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how to unload a class from the class loader so that i can use the recently changed class on the fly without restarting my application(hot deployment). is it possible to do that.

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5 Answers 5

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To unload a class you have to create a custom classloader and load the class using it. Tomcat does it and so does JRun. You can look in Tomcat code for an example.

After you are done with the class you need to release all references to the class as well as to the class loader by reassigning the variables or setting them to null.

Then either wait for System.gc() to unload the class or you call it directly in a loop till no more bytes can be freed. however normally calling it twice does the trick.

Note: You cannot unload a single class. You have to unload the classloader along with it. So obviously System classloader is not the suitable for this task

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Calling System.gc() isn't relyable, shouldn't it be enougth to load the class with a new class loader instance? –  josefx Jan 20 '10 at 8:42
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"call it directly in a loop till no more bytes can be freed"... well ;-) Please don't. –  Lukas Eder Jan 31 at 10:01
    
The only way to force garbage collection is to create new objects until an OutOfMemoryError occurs. –  Bombe Jan 31 at 10:45
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Just to be clear, this answer is absolutely terrible advice - please do not follow it. –  sanity Feb 1 at 13:56

Java rebel reloads changed classes on the fly. See the jrebel website for details. I don't know that I would recommend this for a production environment though, because of performance issues. JRebel on occasion bogs things down momentarily when you've recompiled for a server.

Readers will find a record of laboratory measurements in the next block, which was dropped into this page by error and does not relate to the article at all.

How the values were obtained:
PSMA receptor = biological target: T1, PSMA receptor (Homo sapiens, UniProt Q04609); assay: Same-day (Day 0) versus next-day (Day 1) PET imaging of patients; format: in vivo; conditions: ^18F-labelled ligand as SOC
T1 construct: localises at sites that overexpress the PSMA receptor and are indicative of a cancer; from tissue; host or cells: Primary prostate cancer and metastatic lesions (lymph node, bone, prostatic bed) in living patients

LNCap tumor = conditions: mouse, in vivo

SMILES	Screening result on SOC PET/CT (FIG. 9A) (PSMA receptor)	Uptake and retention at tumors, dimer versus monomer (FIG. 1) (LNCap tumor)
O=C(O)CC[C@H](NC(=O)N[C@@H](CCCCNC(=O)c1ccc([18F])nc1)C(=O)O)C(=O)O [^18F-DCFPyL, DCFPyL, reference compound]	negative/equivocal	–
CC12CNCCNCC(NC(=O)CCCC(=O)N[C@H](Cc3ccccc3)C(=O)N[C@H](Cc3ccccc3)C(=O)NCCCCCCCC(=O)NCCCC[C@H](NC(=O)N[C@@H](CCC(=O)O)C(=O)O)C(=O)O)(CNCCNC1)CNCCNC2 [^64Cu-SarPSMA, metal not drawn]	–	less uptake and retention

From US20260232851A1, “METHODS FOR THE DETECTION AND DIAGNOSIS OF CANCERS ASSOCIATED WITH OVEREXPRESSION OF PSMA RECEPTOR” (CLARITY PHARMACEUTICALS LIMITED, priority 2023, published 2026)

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You can't unload a class that is actually in use. But you might want to have a look at platforms like OSGi, if you want to reload or redeploy your application during runtime.

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You can't explicitly unload a class.

In principle, you can expicitly reload a class via Classloader.loadClass(). From that moment onwards, all new instances of that class will use the new definition.

In any case, I would proceed with extreme caution...

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You would have to create a custom ClassLoader: which returns all Objects wrapped inside a Proxy. The ClassLoader must have a list of all referenced Proxies (keep this list WeakReferenced). If you decide to "unload" and thus "reload" any class, you wait untill the class is loaded, find all Proxy's in your list, and replace the actual object.

There are several problems: you need Reflection, to get all private variables and reset the internal state (see setAccesible on Field). Also multi-threading problems might occour, thus the Proxy must be synchronized: which makes it performing poor.

You can better look for Google's Guice dependency solution, which enables unplugging and reloading modules at runtime. This might be a solution, but way too bloated for a small app. Still: I'm not sure wheter the GC also unloads unused classes.

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